A Roadmap for Future Epigenetic Studies in the Placenta
The majority of studies aimed at identifying gene expression or epigenetic aberrations associated with pregnancy outcome or later health have been done on whole placental biopsies collected at delivery. This is inappropriate for two reasons: firstly, the placenta is a complex tissue made up of numerous cell types, each known to show gene expression and epigenetic differences. Analysis of whole tissue is likely to mask molecular features confined to specific cell types, which is also a problem in cancer studies, as cancer biopsies contain several different cell types. Further, the full term placenta is morphologically and functionally distinct from the early pregnancy placenta, a likely critical time point for the development of pregnancy-associated problems. Thus an analysis of first trimester samples (obtainable from elective termination or as part of chorionic villi sampling (CVS) is essential, as is purification of the multiple different cell types that comprise this tissue. Such an approach will most likely require refinement of current methodologies for cell isolation from placental biopsies and the identification of additional cell type-specific cell surface markers for cell sorting. CVS collection also provides a unique opportunity to perform functional studies on first trimester placental cells in culture (Campbell et al., 2007) although it is clear that the trophoblast compartment is not the predominant cell population in CVS cultured tissue. The integration of in vitro studies, epigenetic profiling and pregnancy outcome at term, will provide important links between placental function and outcome. Another important area of future study will be the elucidation of mechanism behind DNA methylation and demethylation during trophoblastic differentiation and development. State-of-the-art-technological advances can now be used to measure several different forms of methylated cytosine, including 5-hydroxymethylation (5hmC), 5-formylcytosine (5fC), and 5-carboxylcytosine (5caC). Generally present at lower levels than 5MeC, these forms of methylated cytosine are likely intermediates in a demethylation process, but may also have specific functional roles in gene expression regulation. Profiling such modifications in the placental may therefore provide valuable insight into specific aspects of placental function and/or spatial and temporal control of DNA methylation maintenance and removal in the human placenta. It will be especially interesting to determine the role of these modifications during the differentiation process from stem cell like VCTs to EVTs and the ST layer. Specifically, whether some genes are subject to active demethylation during this process. Finally, it is likely that many of the differences seen in mammalian placentas (the most rapidly evolving tissue/organ in mammals) are specified, at least in part, epigenetically. Therefore, comparing epigenetic profile across species represents a valuable approach for identifying epigenetic features underlying key processes specific to primate placentation.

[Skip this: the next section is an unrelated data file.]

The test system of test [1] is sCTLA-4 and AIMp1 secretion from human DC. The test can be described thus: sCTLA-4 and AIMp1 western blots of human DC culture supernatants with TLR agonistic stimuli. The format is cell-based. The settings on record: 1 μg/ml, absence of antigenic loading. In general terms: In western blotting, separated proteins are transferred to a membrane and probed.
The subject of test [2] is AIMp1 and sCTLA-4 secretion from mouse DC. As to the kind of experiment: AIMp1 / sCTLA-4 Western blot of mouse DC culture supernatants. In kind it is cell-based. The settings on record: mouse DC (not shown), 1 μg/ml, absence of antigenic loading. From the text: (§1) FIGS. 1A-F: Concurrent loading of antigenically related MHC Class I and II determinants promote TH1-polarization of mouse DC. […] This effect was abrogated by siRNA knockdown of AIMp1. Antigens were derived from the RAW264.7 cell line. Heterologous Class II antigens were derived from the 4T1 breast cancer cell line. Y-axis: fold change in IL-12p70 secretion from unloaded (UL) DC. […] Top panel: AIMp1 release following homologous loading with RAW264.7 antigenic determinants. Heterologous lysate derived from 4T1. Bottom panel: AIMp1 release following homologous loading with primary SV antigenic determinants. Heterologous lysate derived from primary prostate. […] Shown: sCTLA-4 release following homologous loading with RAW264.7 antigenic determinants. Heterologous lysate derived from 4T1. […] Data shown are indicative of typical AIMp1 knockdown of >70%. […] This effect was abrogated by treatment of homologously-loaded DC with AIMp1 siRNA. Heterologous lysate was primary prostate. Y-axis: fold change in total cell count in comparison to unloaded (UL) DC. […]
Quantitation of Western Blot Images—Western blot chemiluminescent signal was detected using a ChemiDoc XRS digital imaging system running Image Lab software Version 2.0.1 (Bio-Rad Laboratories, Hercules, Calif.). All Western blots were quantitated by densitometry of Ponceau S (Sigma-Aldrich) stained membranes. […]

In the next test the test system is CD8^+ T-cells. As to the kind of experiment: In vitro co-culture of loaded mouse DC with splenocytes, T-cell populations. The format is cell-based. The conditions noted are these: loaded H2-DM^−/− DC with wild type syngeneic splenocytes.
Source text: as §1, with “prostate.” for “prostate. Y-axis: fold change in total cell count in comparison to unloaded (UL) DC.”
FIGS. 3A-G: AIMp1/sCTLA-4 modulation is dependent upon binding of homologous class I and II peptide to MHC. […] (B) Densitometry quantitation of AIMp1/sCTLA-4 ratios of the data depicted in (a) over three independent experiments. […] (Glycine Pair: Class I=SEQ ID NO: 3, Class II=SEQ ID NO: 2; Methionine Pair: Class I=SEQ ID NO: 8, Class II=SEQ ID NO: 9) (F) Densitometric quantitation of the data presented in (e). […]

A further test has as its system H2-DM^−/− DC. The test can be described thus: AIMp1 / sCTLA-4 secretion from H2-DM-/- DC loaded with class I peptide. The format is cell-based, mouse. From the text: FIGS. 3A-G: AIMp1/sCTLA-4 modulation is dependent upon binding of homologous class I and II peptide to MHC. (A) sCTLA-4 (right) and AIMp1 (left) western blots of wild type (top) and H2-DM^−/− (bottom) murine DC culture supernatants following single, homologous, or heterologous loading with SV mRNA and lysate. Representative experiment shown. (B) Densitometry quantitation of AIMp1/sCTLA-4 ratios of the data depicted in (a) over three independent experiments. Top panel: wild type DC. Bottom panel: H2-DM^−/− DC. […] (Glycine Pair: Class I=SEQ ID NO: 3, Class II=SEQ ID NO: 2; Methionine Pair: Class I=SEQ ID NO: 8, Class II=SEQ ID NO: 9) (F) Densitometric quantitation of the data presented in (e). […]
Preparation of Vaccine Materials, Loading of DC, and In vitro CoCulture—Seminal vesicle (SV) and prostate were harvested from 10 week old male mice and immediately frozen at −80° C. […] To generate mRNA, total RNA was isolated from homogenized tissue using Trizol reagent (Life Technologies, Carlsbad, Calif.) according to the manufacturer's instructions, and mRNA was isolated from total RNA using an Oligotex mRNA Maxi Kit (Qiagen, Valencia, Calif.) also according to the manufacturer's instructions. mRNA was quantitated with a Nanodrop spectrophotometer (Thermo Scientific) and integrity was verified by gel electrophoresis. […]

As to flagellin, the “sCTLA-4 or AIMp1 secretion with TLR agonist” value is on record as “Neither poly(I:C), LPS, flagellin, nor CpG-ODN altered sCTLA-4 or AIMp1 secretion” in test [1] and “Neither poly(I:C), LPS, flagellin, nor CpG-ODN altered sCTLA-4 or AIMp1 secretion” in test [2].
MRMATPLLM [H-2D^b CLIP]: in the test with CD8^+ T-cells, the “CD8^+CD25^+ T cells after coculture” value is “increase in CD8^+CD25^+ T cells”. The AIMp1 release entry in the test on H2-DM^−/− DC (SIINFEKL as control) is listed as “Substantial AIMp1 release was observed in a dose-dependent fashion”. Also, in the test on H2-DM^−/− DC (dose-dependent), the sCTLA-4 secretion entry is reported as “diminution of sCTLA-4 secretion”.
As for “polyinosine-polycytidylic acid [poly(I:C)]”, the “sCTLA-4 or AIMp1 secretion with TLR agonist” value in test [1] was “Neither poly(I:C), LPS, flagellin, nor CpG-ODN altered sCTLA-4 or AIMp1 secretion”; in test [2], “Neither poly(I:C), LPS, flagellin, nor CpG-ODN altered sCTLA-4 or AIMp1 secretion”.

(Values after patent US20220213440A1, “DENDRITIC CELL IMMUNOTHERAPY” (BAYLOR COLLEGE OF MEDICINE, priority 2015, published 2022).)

Conflict of Interest Statement
The authors declare that the research was conducted in the absence of any commercial or financial relationships that could be construed as a potential conflict of interest.
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Keywords: DNA methylation, trophoblasts, epigenomics, hypermethylation, global hypomethylation, cancer invasion, placental invasion
Citation: Novakovic B and Saffery R (2013) Placental pseudo-malignancy from a DNA methylation perspective: unanswered questions and future directions. Front. Genet. 4:285. doi: 10.3389/fgene.2013.00285
Received: 03 September 2013; Accepted: 26 November 2013;
Published online: 10 December 2013.
Edited by:Marie Van Dijk, VU University Medical Center, Netherlands
Reviewed by:Duncan Sproul, University of Edinburgh, UK
Jorg Tost, Commissariat a l’Energie Atomique – Institut de Genomique, France
Copyright © 2013 Novakovic and Saffery. This is an open-access article distributed under the terms of the Creative Commons Attribution License (CC BY). The use, distribution or reproduction in other forums is permitted, provided the original author(s) or licensor are credited and that the original publication in this journal is cited, in accordance with accepted academic practice. No use, distribution or reproduction is permitted which does not comply with these terms.
*Correspondence: Richard Saffery, Cancer and Disease Epigenetics, Murdoch Childrens Research Institute, Royal Children’s Hospital, Flemington Road, Parkville, VIC 3052, Australia e-mail: firstname.lastname@example.org